Figure 1. Index case.

X-ray series images showed mild pulmonary edema with left lower lobe atelectasis, abdominal distention with increase opacification of both flanks related to known underlying ascites, and unremarkable bony structures with no dysmorphic features. Echocardiography done showed patent foramen ovale with a left to right shunt, small restrictive apical ventricular septal defect with left to right shunt, normal cardiac chamber size, and structure, normal biventricular systolic function Left ventricle ejection fraction (LVEF) by M-mode 84%, Total anomalous pulmonary venous return symptoms (TAPSE) 10 mm, no right or left ventricular outflow obstruction, multiple AP collateral with a left to right shunt and no coarctation. US Abdomen showed echogenic liver parenchyma, but no focal lesion; normal doppler study of the hepatic vessels, large ascites with debris within it, and kidneys show increased echogenicity. Magnetic resonance imaging (MRI) brain was normal. A cardiologist was consulted for echocardiography findings without any special intervention at this time. Metabolic workup was normal. Following the examinations, whole-exome sequencing (WES) done at referral hospital antenatally was consistent with the genetic diagnosis of the autosomal-recessive thrombospondin 1 domain–containing protein 1 (THSD1)-related NIHF. The THSD1 variant c.617G > A p. (Cys206Tyr) causes an amino acid change from Cys to Tyr at position 206. The variant was previously reported as a disease-causing mutation in the human gene mutation database and classified as pathogenic. So, we confirmed the diagnosis of NIHF secondary to the recessive truncating variant in TSHDI gene , and the family was counseled.


THSD1 encodes a of poorly understood function. It was first identified in 2006 as a marker of primitive hematopoietic stem cells and endothelial cells. Recently, THSD1 has been proposed to play a potential role in angiogenesis and maintenance of vascular integrity. Thus, it is tempting to speculate that the mutations we identified in this gene compromise vascular integrity resulting in a range of phenotypes from embryonic lethality to persistent or self-limiting edema (4,5). To diagnose NIHF suspected of having organic involvement secondary to genetic causes, radiological imaging should be carried out, which could be confirmed by molecular testing such as WES. Inborn errors of metabolism are found only in a small proportion of cases, including lysosomal disorders, sterol synthesis disorders, peroxisomal disorders, glycogen storage disease type IV, glycosylation disorders, and transaldolase deficiency (6). The spectrum of genetic causes of NIHF has been updated recently with the advances in next-generation sequencing and clinical molecular diagnostics. For instance, NIHF associated with loss of function variants in the gene coding the THSD1 has been reported by Shamseldin et al. (4). In a study looking for embryonic lethal genes, they described two homozygous pathogenic variants (THSD1: NM_018676: c.617G>A:p.Cys206Tyr and THSD1:NM_018676:c.G670A:p.Arg224Ter) identified by autozygosity mapping and WES in three unrelated consanguineous Saudi families, with phenotypes ranging from embryonic lethality to persistent or self-limiting edema (4,7).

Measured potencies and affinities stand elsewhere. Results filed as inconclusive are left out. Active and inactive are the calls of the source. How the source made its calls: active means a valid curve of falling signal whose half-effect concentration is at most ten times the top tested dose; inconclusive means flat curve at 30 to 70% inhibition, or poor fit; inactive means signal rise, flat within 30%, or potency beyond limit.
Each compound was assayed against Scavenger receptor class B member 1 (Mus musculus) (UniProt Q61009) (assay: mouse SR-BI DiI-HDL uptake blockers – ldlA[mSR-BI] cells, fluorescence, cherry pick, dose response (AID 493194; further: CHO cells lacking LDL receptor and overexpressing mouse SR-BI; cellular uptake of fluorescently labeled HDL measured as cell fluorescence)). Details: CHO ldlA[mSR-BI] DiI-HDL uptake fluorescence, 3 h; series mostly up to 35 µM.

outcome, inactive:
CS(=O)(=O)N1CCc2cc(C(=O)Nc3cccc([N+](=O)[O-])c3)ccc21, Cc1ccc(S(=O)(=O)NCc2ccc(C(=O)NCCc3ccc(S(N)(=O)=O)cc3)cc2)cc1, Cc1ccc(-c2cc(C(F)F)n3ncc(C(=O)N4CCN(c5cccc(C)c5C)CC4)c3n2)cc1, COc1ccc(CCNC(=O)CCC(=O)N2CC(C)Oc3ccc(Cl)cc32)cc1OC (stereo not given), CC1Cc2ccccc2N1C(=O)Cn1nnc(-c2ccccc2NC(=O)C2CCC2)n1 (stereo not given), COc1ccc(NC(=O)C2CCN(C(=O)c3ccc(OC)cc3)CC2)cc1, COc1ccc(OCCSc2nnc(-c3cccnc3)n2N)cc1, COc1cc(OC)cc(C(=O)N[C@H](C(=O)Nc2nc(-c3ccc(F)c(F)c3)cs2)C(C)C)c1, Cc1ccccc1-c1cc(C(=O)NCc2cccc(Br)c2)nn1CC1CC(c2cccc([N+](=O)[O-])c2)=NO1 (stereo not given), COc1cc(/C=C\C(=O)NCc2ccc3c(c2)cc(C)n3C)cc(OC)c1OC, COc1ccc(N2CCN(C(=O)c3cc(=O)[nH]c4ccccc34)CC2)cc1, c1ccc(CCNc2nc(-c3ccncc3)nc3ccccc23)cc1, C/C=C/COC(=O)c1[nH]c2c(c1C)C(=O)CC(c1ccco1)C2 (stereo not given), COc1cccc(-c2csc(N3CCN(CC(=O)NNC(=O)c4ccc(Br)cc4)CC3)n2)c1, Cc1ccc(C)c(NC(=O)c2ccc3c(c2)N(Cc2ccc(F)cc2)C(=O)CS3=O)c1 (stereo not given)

Mutations in this gene have been recently reported to cause NIHF (4,7). The authors reported two consanguineous families from Saudi Arabia with several children affected with NIHF in whom homozygous mutation in the THSD1 gene was identified. In one family, three children were affected, one died shortly after birth due to severe edema, while in the other two, the edema resolved gradually. The second family has two siblings with NIHF, which also resolved gradually, but the children had persistent lymphedema with no other symptoms. THSD1 pathogenic variants were also found associated with intracranial aneurysms. In a recent article, Santiago-Sim et al. (8) have identified 6 sporadic and 2 familial heterozygous variants in THSD1 in 18 middle-aged to elderly patients (aged 35-71) diagnosed with intracranial aneurysms . There was no clinical history indicating strokes, brain hemorrhages, sudden death, or any vascular abnormalities in the current family studied, and the brain MRI for our index case was normal. We recommend that this family to be recruited for brain aneurysm screening via proper imaging facilities to estimate this potential risk.


We have highlighted the hallmark clinical presentations of NIHF. However, a diagnosis should consider evaluating any child with a significant family history of deaths among young infants with massive ascites. Cautiously, any infant present with either failure to thrive, edema, ascites with or without heart defect considers NIHF secondary to THSD1 genetic mutation.



Declaration of conflicting interests

The authors of this report have no affiliations with or involvement in any organization or entity with any financial interest or nonfinancial interest in the subject matter or materials discussed in this manuscript.

Ethical approval

Ethical approval is not required at our institution to publish an anonymous case report.

Consent for publication

Written informed consent was obtained from the parents.

Author details

Sawsan Abdullah1, Zuhair Rahbeeni1

King Faisal Specialist Hospital and Research Center, Riyadh, Saudi Arabia